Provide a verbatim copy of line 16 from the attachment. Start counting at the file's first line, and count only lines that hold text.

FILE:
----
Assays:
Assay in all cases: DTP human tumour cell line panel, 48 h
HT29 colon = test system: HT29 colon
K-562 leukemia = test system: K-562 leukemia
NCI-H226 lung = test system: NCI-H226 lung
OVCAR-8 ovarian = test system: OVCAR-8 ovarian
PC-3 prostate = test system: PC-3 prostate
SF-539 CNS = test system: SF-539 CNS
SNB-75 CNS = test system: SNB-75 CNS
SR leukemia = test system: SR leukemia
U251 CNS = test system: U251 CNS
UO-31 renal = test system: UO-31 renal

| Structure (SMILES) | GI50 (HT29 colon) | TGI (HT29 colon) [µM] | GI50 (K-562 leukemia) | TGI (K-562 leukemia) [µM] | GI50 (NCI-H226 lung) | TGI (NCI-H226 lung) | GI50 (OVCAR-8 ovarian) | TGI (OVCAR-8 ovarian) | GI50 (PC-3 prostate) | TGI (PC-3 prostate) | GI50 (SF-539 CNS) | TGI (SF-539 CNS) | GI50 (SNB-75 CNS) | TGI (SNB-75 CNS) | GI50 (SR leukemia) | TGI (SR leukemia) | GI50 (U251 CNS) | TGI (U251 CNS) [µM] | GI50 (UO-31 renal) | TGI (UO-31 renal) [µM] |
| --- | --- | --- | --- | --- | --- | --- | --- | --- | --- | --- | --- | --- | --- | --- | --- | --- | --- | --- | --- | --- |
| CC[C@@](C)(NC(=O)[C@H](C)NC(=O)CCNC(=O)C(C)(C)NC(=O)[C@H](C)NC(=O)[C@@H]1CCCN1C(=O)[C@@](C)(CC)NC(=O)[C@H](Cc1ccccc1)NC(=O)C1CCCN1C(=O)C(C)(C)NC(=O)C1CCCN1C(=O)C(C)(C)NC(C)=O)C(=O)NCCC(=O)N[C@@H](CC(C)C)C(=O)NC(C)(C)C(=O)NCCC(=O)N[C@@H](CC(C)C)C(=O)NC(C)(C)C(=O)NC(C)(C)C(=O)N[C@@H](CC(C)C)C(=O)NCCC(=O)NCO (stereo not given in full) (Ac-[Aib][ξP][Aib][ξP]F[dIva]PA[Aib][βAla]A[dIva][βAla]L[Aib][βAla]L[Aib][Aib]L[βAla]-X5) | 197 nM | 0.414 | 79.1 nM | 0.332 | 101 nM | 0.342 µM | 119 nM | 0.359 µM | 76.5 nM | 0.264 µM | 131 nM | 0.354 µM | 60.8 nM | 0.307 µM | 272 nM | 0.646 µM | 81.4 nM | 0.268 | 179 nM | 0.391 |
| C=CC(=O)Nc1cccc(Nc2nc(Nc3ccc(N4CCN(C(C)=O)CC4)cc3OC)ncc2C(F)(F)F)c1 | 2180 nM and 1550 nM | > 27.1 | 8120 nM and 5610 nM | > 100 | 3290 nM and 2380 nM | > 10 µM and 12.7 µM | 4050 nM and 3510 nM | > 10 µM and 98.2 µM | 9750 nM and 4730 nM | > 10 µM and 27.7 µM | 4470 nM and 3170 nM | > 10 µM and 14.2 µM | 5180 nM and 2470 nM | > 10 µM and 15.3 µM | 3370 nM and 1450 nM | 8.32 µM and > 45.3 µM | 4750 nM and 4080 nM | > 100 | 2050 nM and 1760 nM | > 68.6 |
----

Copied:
| C=CC(=O)Nc1cccc(Nc2nc(Nc3ccc(N4CCN(C(C)=O)CC4)cc3OC)ncc2C(F)(F)F)c1 | 2180 nM and 1550 nM | > 27.1 | 8120 nM and 5610 nM | > 100 | 3290 nM and 2380 nM | > 10 µM and 12.7 µM | 4050 nM and 3510 nM | > 10 µM and 98.2 µM | 9750 nM and 4730 nM | > 10 µM and 27.7 µM | 4470 nM and 3170 nM | > 10 µM and 14.2 µM | 5180 nM and 2470 nM | > 10 µM and 15.3 µM | 3370 nM and 1450 nM | 8.32 µM and > 45.3 µM | 4750 nM and 4080 nM | > 100 | 2050 nM and 1760 nM | > 68.6 |